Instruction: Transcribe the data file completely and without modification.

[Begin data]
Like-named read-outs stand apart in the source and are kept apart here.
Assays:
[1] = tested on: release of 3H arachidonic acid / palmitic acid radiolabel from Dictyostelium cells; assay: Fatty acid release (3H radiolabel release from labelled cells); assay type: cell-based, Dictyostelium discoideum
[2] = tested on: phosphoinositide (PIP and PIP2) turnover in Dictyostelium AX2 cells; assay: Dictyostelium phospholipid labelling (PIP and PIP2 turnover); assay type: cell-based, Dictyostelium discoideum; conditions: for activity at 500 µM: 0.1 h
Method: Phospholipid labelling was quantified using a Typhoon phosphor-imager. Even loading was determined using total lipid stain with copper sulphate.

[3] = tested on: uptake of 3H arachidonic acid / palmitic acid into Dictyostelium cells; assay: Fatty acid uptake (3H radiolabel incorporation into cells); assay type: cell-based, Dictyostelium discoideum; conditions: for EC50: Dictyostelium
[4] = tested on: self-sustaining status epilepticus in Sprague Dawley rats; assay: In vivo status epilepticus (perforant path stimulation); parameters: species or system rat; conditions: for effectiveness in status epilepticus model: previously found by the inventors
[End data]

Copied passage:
Like-named read-outs stand apart in the source and are kept apart here.
Assays:
[1] = tested on: release of 3H arachidonic acid / palmitic acid radiolabel from Dictyostelium cells; assay: Fatty acid release (3H radiolabel release from labelled cells); assay type: cell-based, Dictyostelium discoideum
[2] = tested on: phosphoinositide (PIP and PIP2) turnover in Dictyostelium AX2 cells; assay: Dictyostelium phospholipid labelling (PIP and PIP2 turnover); assay type: cell-based, Dictyostelium discoideum; conditions: for activity at 500 µM: 0.1 h
Method: Phospholipid labelling was quantified using a Typhoon phosphor-imager. Even loading was determined using total lipid stain with copper sulphate.

[3] = tested on: uptake of 3H arachidonic acid / palmitic acid into Dictyostelium cells; assay: Fatty acid uptake (3H radiolabel incorporation into cells); assay type: cell-based, Dictyostelium discoideum; conditions: for EC50: Dictyostelium
[4] = tested on: self-sustaining status epilepticus in Sprague Dawley rats; assay: In vivo status epilepticus (perforant path stimulation); parameters: species or system rat; conditions: for effectiveness in status epilepticus model: previously found by the inventors